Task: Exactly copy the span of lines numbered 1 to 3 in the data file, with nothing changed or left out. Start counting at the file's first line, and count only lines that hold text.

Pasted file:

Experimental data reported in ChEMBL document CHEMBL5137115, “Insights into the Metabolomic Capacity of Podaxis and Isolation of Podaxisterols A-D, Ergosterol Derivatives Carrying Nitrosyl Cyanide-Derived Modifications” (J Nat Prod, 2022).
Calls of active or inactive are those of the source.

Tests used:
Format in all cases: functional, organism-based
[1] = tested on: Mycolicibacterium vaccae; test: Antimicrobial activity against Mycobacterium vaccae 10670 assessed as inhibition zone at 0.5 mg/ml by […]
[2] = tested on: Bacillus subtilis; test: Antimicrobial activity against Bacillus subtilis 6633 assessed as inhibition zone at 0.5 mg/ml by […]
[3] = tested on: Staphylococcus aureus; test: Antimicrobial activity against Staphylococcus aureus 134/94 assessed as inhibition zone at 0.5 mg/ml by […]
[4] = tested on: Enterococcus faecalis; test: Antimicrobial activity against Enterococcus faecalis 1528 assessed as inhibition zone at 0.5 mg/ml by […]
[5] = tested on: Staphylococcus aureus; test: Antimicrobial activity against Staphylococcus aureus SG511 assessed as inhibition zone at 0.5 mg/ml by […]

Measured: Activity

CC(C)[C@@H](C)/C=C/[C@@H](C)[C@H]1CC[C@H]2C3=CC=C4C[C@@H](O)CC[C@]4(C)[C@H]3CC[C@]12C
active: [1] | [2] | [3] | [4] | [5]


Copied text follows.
Experimental data reported in ChEMBL document CHEMBL5137115, “Insights into the Metabolomic Capacity of Podaxis and Isolation of Podaxisterols A-D, Ergosterol Derivatives Carrying Nitrosyl Cyanide-Derived Modifications” (J Nat Prod, 2022).
Calls of active or inactive are those of the source.

Tests used: